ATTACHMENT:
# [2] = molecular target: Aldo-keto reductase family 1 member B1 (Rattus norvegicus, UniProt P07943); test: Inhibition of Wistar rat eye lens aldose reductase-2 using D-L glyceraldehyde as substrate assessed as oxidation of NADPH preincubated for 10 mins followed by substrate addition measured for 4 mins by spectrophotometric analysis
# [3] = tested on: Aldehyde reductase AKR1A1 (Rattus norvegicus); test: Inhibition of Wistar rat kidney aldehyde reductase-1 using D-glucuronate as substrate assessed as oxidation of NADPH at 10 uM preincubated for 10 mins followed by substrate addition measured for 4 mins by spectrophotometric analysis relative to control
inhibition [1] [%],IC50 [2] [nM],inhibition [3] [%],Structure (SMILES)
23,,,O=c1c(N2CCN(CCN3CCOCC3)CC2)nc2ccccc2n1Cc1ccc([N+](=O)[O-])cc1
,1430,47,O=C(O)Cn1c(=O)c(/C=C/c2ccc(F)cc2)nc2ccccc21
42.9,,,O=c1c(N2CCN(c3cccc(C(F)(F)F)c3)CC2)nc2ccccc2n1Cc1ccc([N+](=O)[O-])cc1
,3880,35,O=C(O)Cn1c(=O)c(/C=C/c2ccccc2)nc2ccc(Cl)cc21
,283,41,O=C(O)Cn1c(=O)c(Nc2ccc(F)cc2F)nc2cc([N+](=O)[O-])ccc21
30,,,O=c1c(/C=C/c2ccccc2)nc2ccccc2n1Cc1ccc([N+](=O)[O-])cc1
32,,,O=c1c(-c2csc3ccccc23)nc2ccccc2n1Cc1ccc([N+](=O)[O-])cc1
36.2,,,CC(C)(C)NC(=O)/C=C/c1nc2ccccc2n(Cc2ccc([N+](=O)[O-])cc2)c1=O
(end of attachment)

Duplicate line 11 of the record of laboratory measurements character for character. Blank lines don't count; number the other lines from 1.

36.2,,,CC(C)(C)NC(=O)/C=C/c1nc2ccccc2n(Cc2ccc([N+](=O)[O-])cc2)c1=O